4. Paul Encourages Right Love over Right Knowledge
Paul concludes his discussion by picking up on a statement made in 1 Cor. 8:1: “...knowledge puffs up while loves builds up.” Right knowledge can only get you so far. It puffs up the individual because it is only concerned with the individual.
Puffed-up knowledge creates the dynamic of right versus wrong, this way versus that, me versus you. In puffing up the individual, it destroys the community of faith.
Love, however, builds up. Love supports. Love encourages. Love concerns itself with how it is received by another. Love is completely and utterly sacrificial. The word Paul uses here is the Greek word agape. We find this word in all the wonderful scriptural passages about love. You may even have highlighted some of these verses.
“For God so agape-ed the world that he gave his one and only son.” (John 3:16)
“A new command I give to you, that you should agape one another, as I have agape-ed you.” (John 13:34)
“Agape is patient. Agape is kind. It is not self seeking….” (1 Corinthians 13:4)
“The fruit of the spirit is agape, joy peace...” (Galatians 5:22)
Agape describes the divine, sacrificial love of God most uniquely expressed in the cross of Christ. Our experience and expression of agape is rooted in the presence of Christ in our lives. When ancient peoples said of the Christian community “see how they love each other,” they were commenting on the lived-out expression of Christlike agape
The love we are to express as a person of faith is to be of this character. This means it is concerned with the other, and constantly gives to the other. For Paul, the demands of Christlike love are such that he must concern himself with the other person’s life of faith. Thus, in the spirit of love, he declares in 1 Cor. 8:13: “If what I eat causes my brother to fall into sin, I will never eat meat again.”
Even though he himself affirmed that idols are nothing, and therefore eating food sacrificed to a non-entity would be nothing to be concerned about, Paul remains filled with the spirit of love. He sees that the only faithful response to this matter is to limit his own freedom for the sake of other.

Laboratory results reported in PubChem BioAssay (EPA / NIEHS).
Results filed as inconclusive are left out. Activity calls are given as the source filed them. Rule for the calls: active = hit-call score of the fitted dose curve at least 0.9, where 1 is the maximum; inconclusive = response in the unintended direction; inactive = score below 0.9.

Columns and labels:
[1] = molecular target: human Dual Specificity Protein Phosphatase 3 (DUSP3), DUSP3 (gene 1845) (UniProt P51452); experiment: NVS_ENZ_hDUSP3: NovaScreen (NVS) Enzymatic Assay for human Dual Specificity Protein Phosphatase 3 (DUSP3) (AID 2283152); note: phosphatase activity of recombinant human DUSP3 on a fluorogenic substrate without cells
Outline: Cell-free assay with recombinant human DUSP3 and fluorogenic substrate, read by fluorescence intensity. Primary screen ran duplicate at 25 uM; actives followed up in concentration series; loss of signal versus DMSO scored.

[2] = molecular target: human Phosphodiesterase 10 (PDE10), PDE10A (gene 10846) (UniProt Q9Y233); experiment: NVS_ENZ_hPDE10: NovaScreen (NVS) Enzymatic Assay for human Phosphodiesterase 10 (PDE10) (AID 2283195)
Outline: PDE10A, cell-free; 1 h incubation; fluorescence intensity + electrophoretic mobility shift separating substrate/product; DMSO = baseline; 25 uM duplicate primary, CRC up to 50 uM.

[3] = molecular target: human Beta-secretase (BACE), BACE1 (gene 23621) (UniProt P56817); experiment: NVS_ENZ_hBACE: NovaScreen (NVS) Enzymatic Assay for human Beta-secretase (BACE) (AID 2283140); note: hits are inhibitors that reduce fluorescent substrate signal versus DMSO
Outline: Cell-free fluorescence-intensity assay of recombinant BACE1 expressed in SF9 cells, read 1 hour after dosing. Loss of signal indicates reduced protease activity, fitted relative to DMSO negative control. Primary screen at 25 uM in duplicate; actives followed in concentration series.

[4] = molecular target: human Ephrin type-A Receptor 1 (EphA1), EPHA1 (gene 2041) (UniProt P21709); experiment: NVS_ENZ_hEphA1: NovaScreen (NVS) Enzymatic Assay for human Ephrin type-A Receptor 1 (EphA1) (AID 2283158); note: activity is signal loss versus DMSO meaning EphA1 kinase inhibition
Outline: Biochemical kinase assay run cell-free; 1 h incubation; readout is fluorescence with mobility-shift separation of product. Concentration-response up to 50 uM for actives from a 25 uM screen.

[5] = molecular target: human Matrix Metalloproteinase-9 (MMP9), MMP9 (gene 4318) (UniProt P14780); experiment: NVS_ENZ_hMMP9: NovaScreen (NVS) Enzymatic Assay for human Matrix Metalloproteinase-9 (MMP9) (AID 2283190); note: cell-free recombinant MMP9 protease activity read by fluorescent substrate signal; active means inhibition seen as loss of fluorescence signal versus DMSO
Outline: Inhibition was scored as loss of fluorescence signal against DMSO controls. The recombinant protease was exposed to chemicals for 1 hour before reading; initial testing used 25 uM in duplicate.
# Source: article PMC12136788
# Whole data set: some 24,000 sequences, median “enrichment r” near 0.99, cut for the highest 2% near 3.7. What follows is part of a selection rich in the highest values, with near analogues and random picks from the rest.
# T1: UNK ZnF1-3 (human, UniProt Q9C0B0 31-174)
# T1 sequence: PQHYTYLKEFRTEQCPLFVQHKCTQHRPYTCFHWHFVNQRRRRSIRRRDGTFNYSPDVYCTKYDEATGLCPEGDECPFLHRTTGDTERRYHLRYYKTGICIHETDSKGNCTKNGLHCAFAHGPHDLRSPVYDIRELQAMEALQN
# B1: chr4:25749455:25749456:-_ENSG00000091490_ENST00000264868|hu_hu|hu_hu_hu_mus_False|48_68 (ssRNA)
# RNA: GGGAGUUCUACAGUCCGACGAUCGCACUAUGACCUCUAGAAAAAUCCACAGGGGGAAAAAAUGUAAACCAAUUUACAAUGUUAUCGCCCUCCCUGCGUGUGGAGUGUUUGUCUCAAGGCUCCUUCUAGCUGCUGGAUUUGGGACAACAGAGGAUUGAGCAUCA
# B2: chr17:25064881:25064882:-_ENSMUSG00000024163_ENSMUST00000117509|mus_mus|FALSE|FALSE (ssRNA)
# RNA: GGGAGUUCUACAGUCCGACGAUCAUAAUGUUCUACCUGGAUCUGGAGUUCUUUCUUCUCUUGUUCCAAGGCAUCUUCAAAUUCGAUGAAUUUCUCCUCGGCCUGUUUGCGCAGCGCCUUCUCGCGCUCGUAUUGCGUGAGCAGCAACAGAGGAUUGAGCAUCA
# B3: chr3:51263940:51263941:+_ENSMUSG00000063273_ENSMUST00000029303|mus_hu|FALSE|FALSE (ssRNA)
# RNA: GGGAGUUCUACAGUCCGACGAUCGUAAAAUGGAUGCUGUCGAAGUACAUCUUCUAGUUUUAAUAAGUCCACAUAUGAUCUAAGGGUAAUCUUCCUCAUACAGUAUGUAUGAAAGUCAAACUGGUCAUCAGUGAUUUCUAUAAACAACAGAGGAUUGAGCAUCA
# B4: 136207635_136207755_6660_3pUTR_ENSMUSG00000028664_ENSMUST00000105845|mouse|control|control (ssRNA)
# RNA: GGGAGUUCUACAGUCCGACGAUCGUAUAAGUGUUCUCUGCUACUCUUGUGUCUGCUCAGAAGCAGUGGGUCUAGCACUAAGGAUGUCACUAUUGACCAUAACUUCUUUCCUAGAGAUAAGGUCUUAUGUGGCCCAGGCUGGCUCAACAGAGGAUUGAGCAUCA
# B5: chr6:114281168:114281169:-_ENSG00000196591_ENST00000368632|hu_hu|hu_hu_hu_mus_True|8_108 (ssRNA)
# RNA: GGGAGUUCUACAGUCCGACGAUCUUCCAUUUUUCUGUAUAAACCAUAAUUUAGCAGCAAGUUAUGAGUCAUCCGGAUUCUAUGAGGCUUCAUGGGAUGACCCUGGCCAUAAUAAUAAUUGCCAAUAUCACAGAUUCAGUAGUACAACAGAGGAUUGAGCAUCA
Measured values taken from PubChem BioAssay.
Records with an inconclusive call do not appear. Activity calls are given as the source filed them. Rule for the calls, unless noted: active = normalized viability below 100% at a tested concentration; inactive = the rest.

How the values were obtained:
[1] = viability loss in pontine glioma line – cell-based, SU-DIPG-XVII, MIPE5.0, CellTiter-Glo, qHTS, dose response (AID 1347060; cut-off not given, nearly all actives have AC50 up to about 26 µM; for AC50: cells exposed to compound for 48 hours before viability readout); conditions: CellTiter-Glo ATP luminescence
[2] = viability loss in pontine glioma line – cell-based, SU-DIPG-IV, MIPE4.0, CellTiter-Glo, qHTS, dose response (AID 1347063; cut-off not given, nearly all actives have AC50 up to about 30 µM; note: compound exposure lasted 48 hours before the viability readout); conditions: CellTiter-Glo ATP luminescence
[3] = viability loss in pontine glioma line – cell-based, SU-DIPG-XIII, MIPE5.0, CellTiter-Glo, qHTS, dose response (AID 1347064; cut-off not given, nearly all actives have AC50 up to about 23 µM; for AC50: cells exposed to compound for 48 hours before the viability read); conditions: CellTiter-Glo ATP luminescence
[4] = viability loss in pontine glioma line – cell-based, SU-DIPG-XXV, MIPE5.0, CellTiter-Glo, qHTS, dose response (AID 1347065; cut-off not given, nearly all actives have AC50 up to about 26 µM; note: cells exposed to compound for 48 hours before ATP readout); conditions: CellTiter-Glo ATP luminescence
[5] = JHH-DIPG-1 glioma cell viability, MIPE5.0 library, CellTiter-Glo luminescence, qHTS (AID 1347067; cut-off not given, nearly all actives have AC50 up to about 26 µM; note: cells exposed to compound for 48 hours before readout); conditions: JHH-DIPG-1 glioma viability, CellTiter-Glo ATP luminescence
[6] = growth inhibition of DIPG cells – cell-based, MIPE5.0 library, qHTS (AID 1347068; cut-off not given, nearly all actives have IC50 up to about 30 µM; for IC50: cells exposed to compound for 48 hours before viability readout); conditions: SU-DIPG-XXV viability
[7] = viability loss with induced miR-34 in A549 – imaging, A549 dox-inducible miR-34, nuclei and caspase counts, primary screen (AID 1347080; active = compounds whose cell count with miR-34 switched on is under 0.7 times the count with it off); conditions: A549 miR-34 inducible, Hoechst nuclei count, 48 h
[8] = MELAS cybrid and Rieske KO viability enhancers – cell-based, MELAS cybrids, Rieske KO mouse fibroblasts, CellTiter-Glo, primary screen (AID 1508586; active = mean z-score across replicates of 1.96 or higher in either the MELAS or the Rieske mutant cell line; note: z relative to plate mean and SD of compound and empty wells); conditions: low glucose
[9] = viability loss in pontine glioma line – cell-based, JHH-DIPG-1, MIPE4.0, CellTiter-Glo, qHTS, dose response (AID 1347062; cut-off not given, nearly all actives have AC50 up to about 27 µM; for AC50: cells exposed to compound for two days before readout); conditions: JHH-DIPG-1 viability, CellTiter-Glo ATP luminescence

This is the only faithful response to the face mask matter at hand, because this is the response of Jesus. Paul says elsewhere that our attitudes in life should be the same as Christ Jesus, “who being in the very nature of God...made himself nothing.” (Phil. 2:6-7)
In Christ, God Emptied Himself for Our Sake
Jesus humbled himself and became obedient to death on a cross, just so we could have the opportunity to experience the most liberating, life-changing, transformative love that God has to offer us. Jesus could have called us to smarten up. He could have appealed to right knowledge, insisting that his blessings were reserved for the like-minded. He didn’t. Jesus exuded love and demonstrated his agape for us in this: while we were yet sinners, Christ gave himself for us.
So, let us not make the matter of wearing a face mask about the perfect execution of right knowledge...whether it be theological or virological.
Rather, let us recognize the call to Christlike love. Let us take up the call of the cross, and willfully empty ourselves for the sake of another. Let us emulate Paul as he emulates Christ. And, if a refusal to wear a mask causes a brother or sister to fall into sin, may we consider wearing them as a way to express agape love, instead.
Recommended for You:
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The Four Types of Love in Scripture and How to Experience Them Today
Is the Coronavirus Exposing Our Idols?
10 Ways Christians Can Exemplify Faith and Peace during COVID-19
10 Ways to Reach Out in Love during the Coronavirus Outbreak
Photo Credit: ©GettyImages/Taizhan Sakimbayev